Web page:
Debra Crouch & brian Cambourne

Immersion: allows the learner to understand and approximate within the complete picture of what is to be learned.

Demonstration: allows students plenty of opportunities to know, understand, and apply skills.

Engagement: students understand the importance of what they are learning and to see themselves as “doers.”

Expectation: students develop a belief system of their capabilities based on how they view themselves and the language used by their surrounding educators and significant others.

Responsibility: learners to become independent when educators trust them to make their own learning decisions without dependence on the teacher or others.

Employment: learners have time to to practice and apply their evolving skill development.

Approximation: learners make attempts with the expectation of responses that will honor their approximations and nudge their understanding further.

Response: honest and positive communication between educators and students with no hidden agendas.

In order for the conditions to be effective, Crouch and Cambourne (2020) assert that there are four Processes that Empower Learning that must coexist within and around the Conditions to “support the durability and transferability of what is learned.”

  • Transformation
  • Discussion/Reflection
  • Application
  • Evaluation

Crouch and Cambourne (2020) explain that when the Conditions of Learning are employed with the Processes that Empower Learning, they embody a balanced pedagogy, or a balanced literacy classroom.

Theory of Learning Shapes Instruction

The authors call upon educators to consider developing our understanding of theory, and using it to change our instructional practices and language. They provide the following example of mismatches between philosophy and practice, “…a teacher may say to students, “When you finish your work, you will have time to read your book.” This language positions “reading our book” as something less important than “work.”” When evaluating practices and resources, Crouch and Cambourne ask us to consider the following questions:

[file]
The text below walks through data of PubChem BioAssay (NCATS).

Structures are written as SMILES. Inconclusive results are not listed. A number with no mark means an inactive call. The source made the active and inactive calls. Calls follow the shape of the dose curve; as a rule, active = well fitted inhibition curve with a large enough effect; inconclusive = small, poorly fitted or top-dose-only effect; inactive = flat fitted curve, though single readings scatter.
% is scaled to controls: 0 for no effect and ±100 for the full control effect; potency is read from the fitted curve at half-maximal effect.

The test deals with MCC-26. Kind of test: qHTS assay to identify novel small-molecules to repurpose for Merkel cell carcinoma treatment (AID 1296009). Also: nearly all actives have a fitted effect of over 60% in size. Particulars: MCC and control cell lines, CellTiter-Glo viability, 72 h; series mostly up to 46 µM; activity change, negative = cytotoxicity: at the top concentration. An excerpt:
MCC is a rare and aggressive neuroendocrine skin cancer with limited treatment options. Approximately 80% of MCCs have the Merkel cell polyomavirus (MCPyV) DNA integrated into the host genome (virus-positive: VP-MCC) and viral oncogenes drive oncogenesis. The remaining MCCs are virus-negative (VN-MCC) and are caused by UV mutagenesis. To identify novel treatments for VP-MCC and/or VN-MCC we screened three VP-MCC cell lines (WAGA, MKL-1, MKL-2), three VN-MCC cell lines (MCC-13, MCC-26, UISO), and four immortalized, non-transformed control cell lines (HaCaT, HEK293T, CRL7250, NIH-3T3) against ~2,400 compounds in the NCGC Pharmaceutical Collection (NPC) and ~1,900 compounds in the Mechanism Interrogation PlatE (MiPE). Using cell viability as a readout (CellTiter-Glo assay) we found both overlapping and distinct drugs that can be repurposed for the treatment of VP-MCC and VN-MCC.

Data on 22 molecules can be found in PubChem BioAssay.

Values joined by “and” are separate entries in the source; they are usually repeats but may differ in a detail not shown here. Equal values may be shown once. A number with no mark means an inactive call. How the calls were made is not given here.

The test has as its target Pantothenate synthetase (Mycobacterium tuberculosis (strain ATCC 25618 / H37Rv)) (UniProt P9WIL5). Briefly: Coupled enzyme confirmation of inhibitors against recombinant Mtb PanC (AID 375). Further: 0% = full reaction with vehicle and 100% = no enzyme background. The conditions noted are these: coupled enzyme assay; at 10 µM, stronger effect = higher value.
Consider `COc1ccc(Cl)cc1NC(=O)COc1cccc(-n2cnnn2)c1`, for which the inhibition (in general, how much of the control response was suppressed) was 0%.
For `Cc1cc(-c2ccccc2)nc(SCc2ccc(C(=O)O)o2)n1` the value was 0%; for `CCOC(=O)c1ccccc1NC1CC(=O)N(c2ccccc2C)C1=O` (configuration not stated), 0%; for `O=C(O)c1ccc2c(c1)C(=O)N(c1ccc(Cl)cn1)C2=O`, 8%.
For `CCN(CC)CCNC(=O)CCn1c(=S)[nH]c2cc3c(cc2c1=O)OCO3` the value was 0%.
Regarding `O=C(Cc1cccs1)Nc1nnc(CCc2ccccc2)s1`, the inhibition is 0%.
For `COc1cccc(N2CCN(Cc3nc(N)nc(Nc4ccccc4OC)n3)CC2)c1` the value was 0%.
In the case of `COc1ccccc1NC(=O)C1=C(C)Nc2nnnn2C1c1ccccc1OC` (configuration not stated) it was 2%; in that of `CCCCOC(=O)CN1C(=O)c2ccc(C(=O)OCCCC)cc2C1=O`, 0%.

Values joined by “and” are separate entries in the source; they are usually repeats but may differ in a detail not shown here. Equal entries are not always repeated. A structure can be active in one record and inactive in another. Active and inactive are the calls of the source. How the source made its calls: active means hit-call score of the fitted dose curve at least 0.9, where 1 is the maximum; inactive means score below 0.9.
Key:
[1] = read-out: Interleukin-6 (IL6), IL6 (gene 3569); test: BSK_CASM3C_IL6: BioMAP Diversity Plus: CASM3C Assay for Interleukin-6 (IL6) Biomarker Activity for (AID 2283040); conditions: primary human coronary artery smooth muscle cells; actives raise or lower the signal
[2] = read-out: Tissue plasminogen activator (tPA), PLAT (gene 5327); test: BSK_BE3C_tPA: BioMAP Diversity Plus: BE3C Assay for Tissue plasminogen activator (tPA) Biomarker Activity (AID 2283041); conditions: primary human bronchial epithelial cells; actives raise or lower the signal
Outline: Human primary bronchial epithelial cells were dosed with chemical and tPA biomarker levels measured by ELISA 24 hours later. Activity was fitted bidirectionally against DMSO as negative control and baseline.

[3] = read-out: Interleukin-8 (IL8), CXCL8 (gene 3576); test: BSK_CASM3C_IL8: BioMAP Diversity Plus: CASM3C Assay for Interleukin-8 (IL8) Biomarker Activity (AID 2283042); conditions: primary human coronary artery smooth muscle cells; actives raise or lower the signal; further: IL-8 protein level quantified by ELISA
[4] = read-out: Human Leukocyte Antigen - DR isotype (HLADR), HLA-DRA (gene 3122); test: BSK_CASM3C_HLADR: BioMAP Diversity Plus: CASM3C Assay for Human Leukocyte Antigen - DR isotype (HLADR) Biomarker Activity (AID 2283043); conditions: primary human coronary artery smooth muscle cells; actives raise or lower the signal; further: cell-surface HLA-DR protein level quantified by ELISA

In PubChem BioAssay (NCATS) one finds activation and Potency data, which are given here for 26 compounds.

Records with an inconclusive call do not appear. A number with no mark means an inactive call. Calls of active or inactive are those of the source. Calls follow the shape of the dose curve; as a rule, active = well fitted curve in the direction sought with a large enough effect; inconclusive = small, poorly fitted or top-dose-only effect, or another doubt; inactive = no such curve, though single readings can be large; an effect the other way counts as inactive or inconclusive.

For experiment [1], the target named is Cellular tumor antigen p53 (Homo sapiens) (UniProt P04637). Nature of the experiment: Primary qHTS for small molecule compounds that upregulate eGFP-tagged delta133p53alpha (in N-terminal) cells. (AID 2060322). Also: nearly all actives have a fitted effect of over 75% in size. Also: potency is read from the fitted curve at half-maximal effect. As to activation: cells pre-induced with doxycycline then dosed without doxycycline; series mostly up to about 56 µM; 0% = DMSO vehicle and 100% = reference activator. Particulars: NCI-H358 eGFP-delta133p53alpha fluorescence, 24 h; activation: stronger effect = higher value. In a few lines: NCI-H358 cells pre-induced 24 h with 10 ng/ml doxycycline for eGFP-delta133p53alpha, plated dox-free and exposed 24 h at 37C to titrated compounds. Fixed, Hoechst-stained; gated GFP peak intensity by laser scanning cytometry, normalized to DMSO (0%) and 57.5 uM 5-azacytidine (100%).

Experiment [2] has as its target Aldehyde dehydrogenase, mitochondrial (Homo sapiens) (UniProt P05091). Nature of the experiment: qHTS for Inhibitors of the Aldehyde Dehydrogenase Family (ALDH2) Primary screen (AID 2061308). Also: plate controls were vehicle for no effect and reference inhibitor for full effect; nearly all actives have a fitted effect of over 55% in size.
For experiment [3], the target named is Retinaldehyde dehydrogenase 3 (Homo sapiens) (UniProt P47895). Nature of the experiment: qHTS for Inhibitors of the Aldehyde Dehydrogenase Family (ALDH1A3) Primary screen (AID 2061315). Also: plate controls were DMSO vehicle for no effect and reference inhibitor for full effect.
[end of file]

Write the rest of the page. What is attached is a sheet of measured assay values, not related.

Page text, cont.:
• How does what I’m hearing affect the Conditions of Learning?
  • Does it encourage true engagement or is it based on compliance?
  • Does it offer students space to approximate and take responsibility for decisions leading to meaning-making?
  • Do the demonstrations I’m being encouraged to provide build on the students’ experience of wholes so what is being taught is meaningful?

We must determine which daily experiences are the most meaningful for our students and ensure that those experiences occur every day. Once those experiences are prioritized, we can make decisions about the accompanying physical settings, routines, and instructional language that create the ideal conditions for learning. Crouch and Cambourne (2020) ask us “to be intentional about our linguistic choices and sensitive to the worthwhileness of those who inhabit our learning settings.”

Using the Conditions of Learning

Crouch and Cambourne offer an in-depth look at each Condition and Process and conclude with recommendations on how to use them to examine our teaching decisions and reflect in a meaningful way. Professional exercises of reflection and templates for exploring practices are provided, however, the authors emphasize that there is not a “right” way to use the Conditions for Learning to influence your instruction, rather, “the goal is to strengthen the learning setting by bringing intentionality to decisions that make learning more likely to occur (Crouch and Cambourne, 2020).”

Debra Crouch and Brian Cambourne’s latest book is an essential read for any educator, in-service or pre-service, who is interested in a deep understanding of pedagogy straight from the research and researcher. We strongly encourage educators to develop their beliefs about literacy teaching and learning that are based on sound theory. In an era of teaching products and heated debates, we must do our due diligence when it comes to correlating our philosophy with our practice.